Sore and irritated skin can also be caused by a yeast infection. Yeast infections love a dark, warm, and moist place to live, so underneath a stoma flange provides the perfect conditions! The skin tends to be bright red in the initial stages of a yeast infection, which then calms down. It has an irregular borders or edges and will likely have several smaller pink dots on the skin away from the main part of the redness/infection. There are often moist, white spots and it is always very itchy! Once a fungal infection has been identified by your Stoma Nurse or GP, it can be easily treated with anti-fungal treatments beneath the flange for a couple of weeks.
Which pouch should I use for my sensitive peristomal skin?
There are a lot of different stoma pouches out there, so it is hard to know which will help you if your skin is sensitive. Most of the flanges are made of hydrocolloid ingredients which are usually skin friendly, but if you find this is causing the issue it may be worth trying another pouch made of very different ingredients, such as the alginate pouch which is extremely gentle for those with allergies.
Alginates are incredibly soothing for all types of damaged skin including wounds. Found in many species of seaweed, it is the alginate extracted from brown seaweed that are proven to help heal sore skin. Alginates have been used effectively in wound healing for many years. Oakmed’s alginate product also contains Vitamin E proven to promote skin integrity and absorb moisture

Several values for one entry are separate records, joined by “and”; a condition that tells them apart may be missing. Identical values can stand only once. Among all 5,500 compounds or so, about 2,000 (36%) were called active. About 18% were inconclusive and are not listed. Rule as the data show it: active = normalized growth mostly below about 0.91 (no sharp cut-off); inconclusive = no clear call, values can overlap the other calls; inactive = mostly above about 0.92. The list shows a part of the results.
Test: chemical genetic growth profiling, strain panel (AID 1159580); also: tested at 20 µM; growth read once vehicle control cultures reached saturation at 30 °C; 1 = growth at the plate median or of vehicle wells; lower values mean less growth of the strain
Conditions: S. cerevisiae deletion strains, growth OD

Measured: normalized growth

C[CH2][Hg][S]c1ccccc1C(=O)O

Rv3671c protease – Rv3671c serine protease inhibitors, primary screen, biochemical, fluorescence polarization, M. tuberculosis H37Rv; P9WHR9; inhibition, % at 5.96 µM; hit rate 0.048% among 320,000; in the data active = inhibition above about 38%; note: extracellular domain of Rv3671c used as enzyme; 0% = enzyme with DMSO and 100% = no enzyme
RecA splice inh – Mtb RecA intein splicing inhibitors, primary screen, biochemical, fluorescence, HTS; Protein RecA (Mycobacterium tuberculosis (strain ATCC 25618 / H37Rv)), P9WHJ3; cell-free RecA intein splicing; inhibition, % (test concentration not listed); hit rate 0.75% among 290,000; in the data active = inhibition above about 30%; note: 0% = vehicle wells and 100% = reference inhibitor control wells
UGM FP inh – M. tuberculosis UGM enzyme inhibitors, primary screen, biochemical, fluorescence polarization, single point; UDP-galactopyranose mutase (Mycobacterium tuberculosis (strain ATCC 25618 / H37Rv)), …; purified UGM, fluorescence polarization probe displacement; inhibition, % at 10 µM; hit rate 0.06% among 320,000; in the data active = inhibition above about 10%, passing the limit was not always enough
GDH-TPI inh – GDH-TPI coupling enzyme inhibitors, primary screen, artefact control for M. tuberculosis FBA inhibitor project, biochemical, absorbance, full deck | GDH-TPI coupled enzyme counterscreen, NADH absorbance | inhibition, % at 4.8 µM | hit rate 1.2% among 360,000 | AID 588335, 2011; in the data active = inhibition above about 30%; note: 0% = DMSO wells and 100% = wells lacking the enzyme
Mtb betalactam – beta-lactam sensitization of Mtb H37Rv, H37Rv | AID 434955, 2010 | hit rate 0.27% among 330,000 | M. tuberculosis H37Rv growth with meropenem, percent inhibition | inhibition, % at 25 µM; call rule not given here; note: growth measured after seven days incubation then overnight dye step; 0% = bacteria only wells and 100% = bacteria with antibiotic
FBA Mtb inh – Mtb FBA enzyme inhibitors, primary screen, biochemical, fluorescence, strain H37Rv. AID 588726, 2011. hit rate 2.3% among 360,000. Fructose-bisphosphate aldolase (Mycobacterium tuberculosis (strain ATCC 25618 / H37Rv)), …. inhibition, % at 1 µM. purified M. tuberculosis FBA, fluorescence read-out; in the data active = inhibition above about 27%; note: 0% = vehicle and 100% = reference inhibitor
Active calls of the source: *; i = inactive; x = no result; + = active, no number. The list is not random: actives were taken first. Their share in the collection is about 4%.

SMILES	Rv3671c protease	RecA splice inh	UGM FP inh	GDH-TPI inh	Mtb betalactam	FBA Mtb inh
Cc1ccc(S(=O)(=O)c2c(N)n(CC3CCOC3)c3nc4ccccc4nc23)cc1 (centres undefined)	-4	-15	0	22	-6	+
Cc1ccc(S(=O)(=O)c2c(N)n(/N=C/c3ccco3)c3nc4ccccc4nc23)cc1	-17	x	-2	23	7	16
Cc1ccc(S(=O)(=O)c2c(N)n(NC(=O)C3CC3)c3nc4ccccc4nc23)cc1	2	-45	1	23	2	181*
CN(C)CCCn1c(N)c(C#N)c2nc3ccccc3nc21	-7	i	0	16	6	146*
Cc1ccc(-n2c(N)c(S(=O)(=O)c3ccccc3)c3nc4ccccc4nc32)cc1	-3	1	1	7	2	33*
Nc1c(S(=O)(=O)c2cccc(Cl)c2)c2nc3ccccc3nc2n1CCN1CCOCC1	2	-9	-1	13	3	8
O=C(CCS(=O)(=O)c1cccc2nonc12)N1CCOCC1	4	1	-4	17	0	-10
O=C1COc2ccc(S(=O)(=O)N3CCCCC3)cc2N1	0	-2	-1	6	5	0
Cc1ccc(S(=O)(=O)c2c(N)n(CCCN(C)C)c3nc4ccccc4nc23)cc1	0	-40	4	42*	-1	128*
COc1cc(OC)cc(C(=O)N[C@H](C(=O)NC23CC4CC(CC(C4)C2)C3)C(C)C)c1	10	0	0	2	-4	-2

“As a stoma Care Nurse the one stoma pouch I tend to reach for time and time again is the alginate based pouch. I find the patient feels immediate relief from skin irritation and I’ve had some amazing results healing sore and irritated skin. The alginate pouch can also be used on sensitive and vulnerable skin, perfect for those starting treatments such as chemotherapy. Although the flange feels thicker, I explain to my patients that this is so it can be highly absorbent, taking the effluent away from their skin”.
There are many other pouches, those with a thinner flange such as Microskin or Bioform which are more breathable and moisture vapour permeable for a healthier skin. Due to the thin and flexible design of the flange, it moulds easily to the skins creases and folds.
“Perfect for those who find the standard stoma pouch lifts or doesn’t adhere well to areas which have dips or bulges around the peristomal area, this microskin and bioform usually gains a really good seal due to its flexibility. The bonus is the skin can breathe which really help sensitive skin. Patients love it as it is SO discreet!”
Other pouches are available which contain Aloe Vera or Manuka Honey, which are both soothing for sensitive and sore skin.
“Involving my patients in the decision making stage of product choice is so important, especially when their skin is sensitive or sore. Discussing the options available such as trialling a flange infused with aloe vera or manuka honey to soothe sore skin can really help empower my patient.
Tips to help soothe sensitive and irritated skin:
- Take shorter shower and baths of less than 10 minutes as the hot water can dry the skin and cause additional irritation and itching
- Try to avoid hot temperatures in the bath or shower
- Avoid using any fragranced soaps or shower gels
- Also avoid using baby wipes as they contain oils and fragrance, and stop your stoma pouch from adhering effectively
- Pat the skin dry gently after washing, rather than rubbing at the skin
- Always patch test a new product for 24hours before using on a larger area such as around your stoma. This can be done by applying the new product to the inner side of your arm for 24 hours to monitor any reactions.